In tumultuous times, art can and must express the turmoil and help us process what’s going on
In the 1997 film “Titanic,” Wallace Hartley, the violinist and leader of the band on the ill-fated ship, turns to his band mates as the water rises around him and says:
“Gentlemen, it has been a privilege playing with you tonight.”
Is the only contribution musicians and other artists can make at this moment in history to bravely go down with the ship, lifting the spirits of fellow passengers?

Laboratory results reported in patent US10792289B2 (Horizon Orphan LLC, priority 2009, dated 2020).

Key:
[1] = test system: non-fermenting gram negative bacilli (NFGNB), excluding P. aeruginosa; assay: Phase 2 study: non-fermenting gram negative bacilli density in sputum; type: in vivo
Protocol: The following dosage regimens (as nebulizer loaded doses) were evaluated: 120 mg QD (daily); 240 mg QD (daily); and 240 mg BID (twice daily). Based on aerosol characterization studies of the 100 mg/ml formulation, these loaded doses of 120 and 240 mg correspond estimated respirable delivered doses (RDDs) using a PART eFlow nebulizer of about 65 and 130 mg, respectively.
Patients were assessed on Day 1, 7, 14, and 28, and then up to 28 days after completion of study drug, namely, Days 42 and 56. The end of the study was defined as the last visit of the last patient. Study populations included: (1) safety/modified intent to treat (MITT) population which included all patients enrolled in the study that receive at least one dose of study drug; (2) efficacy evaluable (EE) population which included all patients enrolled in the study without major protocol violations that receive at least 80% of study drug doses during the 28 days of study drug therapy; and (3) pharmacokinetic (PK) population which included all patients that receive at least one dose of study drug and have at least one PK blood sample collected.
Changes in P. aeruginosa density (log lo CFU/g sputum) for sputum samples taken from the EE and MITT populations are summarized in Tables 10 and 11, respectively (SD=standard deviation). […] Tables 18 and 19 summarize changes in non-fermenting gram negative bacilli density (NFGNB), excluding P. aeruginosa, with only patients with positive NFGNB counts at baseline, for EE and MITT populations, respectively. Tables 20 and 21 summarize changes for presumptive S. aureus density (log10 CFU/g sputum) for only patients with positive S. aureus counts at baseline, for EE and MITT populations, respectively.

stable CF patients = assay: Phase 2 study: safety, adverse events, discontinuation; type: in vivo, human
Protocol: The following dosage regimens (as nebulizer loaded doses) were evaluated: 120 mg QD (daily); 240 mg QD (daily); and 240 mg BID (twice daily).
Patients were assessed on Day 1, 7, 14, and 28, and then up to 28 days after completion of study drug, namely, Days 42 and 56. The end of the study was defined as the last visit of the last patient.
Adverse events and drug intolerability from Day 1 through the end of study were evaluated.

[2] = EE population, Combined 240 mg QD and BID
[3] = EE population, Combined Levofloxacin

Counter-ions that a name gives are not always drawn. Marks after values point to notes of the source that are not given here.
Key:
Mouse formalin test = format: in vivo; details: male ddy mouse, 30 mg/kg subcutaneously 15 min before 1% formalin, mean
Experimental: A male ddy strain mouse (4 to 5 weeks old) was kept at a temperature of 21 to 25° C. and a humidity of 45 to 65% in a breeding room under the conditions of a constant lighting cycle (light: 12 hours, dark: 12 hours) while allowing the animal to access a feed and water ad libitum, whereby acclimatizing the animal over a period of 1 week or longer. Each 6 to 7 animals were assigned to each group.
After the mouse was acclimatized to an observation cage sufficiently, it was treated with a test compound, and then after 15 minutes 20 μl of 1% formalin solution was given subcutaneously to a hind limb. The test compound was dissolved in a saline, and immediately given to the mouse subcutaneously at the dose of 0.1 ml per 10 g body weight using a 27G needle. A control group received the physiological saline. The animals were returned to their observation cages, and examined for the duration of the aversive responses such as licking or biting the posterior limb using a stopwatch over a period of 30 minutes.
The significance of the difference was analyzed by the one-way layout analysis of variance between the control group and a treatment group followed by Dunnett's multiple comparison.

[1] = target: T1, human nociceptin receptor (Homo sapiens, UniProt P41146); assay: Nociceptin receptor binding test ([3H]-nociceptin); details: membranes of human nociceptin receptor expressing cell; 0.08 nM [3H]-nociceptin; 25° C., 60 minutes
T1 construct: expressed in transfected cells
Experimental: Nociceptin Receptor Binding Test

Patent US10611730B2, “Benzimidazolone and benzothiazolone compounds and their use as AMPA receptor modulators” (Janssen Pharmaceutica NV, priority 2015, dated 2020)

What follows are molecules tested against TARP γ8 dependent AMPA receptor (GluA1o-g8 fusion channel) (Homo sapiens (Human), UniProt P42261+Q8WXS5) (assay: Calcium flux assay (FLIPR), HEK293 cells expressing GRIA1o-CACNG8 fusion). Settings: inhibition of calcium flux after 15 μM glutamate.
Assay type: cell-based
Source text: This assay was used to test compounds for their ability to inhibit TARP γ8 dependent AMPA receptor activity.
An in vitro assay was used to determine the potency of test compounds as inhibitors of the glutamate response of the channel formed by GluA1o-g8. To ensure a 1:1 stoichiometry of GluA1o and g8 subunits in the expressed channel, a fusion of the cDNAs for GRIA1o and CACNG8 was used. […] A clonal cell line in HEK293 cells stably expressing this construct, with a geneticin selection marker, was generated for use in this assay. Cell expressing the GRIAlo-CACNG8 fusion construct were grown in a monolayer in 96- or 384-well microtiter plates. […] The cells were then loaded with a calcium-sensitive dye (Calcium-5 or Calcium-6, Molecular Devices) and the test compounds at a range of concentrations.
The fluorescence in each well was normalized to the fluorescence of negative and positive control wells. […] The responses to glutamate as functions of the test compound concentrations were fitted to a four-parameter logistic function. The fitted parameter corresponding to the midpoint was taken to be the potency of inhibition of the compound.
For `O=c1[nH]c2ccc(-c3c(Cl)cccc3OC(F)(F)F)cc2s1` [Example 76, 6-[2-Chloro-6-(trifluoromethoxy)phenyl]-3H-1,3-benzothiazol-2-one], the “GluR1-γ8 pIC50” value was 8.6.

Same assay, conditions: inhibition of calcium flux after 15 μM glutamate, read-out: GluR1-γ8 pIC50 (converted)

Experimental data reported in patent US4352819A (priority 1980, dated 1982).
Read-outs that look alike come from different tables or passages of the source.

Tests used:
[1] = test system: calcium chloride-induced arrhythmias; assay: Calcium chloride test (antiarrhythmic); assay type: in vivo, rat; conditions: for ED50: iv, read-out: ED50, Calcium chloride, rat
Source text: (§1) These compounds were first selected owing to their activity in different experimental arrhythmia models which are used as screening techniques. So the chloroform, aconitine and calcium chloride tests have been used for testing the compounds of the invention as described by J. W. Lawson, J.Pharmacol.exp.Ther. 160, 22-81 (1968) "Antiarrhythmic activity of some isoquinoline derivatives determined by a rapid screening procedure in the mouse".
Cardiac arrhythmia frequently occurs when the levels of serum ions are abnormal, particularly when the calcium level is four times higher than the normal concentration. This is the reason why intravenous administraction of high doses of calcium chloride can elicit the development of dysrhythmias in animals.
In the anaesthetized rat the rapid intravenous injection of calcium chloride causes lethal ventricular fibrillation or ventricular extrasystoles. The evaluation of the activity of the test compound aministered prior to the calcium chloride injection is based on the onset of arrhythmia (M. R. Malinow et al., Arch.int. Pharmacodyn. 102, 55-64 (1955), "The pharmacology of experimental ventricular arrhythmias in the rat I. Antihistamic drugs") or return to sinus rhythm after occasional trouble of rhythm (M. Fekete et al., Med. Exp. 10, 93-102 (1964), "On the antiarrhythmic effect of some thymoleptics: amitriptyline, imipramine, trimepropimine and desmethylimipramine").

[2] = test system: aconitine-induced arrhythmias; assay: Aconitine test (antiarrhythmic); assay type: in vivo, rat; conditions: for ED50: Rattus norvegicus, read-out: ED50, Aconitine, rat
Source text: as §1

On its own terms that’s an honorable contribution, but surely we can do more.
It’s often said that a novel, a painting, a song or a motion picture changed the world. What that really means is, it changed how a lot of people thought or felt about the world.
Everything will be up for negotiation, redesign and change.
And artists will have the opportunity and duty to translate the resulting tumultuous human experience into words, images, and music that help people not just to understand these events mentally, but also to come to grips with them viscerally.